“I am not a politician, I am the proud president of a university, but frankly speaking this is a politically motivated lie coming from outside the campus and led by the Muslim Brotherhood,” University President Dr. Arabiat said. “The real motives behind this is that the Muslim Brotherhood lost the student elections on this campus and this is just part of their strategy for future elections. So those who tried to protest have lost their compass and come to the wrong place, but we are transparent and under the law they can protest whether they are right or wrong.”
Following the 1948 War and the subsequent establishment of the State of Israel, all Arab countries enacted a comprehensive embargo on the import of all Israeli-made products. While the boycott is still enforced in Lebanon and Syria, a number of Israeli products have quietly made their way into the Arab world, including into countries which officially have no relations with the Jewish state.
Every since Egypt signed a comprehensive peace treaty with Israel in 1979, followed by Jordan in 1993, both countries’ governments have allowed the free flow of Israeli products into their markets, while tip toeing around public calls against ‘normalization’ of relations with Israel.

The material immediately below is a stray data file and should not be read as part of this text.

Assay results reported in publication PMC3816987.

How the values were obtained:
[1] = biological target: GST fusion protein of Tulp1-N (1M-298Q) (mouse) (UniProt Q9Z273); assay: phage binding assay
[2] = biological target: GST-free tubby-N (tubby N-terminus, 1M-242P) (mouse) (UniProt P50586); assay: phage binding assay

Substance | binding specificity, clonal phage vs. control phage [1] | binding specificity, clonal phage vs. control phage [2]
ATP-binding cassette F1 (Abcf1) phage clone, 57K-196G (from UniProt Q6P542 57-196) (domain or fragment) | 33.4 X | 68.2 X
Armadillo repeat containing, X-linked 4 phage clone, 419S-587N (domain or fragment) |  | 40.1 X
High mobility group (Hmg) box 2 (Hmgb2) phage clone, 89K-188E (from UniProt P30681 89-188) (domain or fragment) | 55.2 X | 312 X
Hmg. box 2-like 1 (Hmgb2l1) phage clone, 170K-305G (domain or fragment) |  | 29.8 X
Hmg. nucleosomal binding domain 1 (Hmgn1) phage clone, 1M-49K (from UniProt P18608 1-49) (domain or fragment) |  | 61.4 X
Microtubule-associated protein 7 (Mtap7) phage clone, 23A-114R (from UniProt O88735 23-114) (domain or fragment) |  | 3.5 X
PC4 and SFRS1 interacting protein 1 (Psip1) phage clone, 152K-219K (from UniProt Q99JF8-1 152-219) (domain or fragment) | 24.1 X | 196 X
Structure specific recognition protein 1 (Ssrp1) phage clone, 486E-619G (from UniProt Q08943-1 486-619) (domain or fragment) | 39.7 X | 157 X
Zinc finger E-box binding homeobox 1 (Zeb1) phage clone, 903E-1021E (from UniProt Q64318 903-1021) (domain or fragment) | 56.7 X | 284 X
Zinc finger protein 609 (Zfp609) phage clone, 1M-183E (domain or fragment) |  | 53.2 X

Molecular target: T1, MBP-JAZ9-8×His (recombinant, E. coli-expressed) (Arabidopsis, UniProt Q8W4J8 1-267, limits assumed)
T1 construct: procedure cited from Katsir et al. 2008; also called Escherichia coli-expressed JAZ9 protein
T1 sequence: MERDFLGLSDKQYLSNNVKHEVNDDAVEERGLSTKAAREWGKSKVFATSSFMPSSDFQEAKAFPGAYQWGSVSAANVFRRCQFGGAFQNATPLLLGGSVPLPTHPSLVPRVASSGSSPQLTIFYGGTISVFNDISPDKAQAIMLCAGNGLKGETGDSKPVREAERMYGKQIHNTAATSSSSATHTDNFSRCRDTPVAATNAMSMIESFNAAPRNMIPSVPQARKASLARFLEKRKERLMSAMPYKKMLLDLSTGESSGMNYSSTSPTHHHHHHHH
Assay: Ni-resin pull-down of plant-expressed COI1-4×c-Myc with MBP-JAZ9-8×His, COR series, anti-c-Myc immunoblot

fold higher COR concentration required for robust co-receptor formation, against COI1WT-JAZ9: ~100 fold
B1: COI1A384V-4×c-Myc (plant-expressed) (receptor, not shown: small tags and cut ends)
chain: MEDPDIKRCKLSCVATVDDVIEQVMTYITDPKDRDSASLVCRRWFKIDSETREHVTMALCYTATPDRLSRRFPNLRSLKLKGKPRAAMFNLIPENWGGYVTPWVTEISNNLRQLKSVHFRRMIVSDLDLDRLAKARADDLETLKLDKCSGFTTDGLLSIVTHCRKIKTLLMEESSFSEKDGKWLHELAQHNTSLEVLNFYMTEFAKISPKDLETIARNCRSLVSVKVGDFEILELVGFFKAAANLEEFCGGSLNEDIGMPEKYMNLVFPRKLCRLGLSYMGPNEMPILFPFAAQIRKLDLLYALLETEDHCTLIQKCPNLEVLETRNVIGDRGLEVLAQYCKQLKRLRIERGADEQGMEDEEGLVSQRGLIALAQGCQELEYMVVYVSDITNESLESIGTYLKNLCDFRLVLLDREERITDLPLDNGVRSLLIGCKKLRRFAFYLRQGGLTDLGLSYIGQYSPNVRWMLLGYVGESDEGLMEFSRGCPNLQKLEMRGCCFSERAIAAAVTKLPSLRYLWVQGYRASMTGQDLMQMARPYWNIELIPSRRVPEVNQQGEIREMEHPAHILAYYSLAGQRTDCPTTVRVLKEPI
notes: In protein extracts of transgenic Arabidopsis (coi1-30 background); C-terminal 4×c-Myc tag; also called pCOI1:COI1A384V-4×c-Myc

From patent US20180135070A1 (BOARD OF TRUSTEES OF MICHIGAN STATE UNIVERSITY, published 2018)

The issue has been particularly volatile in Jordan, where protests over Israeli produce sold in Jordan’s city markets forced the country’s agriculture ministry to begin labeling products as ‘Made in Israel.’
“There has always been anti-Israeli sentiment in Jordan but when the political process was moving forward its influence was limited,” Doron Peskin, an expert on trade between Israel and the Arab world and the head of research at Info-Prod Research Middle East Ltd, told The Media Line. “Now that the political process is stalled, these kind of student incidents get more public attention.”
“Over the past year or two since the Gaza War, anti-Israeli sentiment in Jordan is rising and has been conflated with economic relations,” he said. “The number of incidents involving public campaigns or ceremonies to burn Israeli products has gone up in Jordan.”
“The government and especially the Agricultural Ministry were
embarrassed when it was revealed that Jordan is importing produce from
Israeli settlements,” said Peskin. “Since then they have been labeling
all products as ‘Made in Israel’.”
Trade between Jordan and Israel stood at $147 million in 2008. That
figure went down to around $100 million in 2009. Most regional trade
analysts attribute the decline to the economic crises, not politics,
although there have been no studies exploring it.
Zarqa, where The Hashemite University is based, is host to two
additional universities. The city, Jordan’s third largest located just
12 miles northeast of the capital Amman, is know as Jordan’s industrial
hub and home to over half of the country’s factories. It is also the
hometown of Abu Musab al-Zarqawi, who led the Iraqi insurgent group Al
Qaeda in Mesopotamia.
Graduation week at The Hashemite University opened on Sunday, and
graduation ceremonies will take place over the coming ten days.